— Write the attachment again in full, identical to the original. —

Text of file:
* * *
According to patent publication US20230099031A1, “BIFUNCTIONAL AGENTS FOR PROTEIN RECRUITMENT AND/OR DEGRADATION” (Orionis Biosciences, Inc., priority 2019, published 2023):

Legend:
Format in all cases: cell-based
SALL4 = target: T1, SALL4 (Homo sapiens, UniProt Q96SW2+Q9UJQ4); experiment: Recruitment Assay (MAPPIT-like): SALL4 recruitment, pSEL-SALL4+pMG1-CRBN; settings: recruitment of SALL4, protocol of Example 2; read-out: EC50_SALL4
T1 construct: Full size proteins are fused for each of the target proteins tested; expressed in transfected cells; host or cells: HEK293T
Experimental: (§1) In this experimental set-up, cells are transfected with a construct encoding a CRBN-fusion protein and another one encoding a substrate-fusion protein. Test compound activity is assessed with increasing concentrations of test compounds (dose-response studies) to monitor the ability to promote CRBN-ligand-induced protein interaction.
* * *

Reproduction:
According to patent publication US20230099031A1, “BIFUNCTIONAL AGENTS FOR PROTEIN RECRUITMENT AND/OR DEGRADATION” (Orionis Biosciences, Inc., priority 2019, published 2023):

Legend:
Format in all cases: cell-based
SALL4 = target: T1, SALL4 (Homo sapiens, UniProt Q96SW2+Q9UJQ4); experiment: Recruitment Assay (MAPPIT-like): SALL4 recruitment, pSEL-SALL4+pMG1-CRBN; settings: recruitment of SALL4, protocol of Example 2; read-out: EC50_SALL4
T1 construct: Full size proteins are fused for each of the target proteins tested; expressed in transfected cells; host or cells: HEK293T
Experimental: (§1) In this experimental set-up, cells are transfected with a construct encoding a CRBN-fusion protein and another one encoding a substrate-fusion protein. Test compound activity is assessed with increasing concentrations of test compounds (dose-response studies) to monitor the ability to promote CRBN-ligand-induced protein interaction.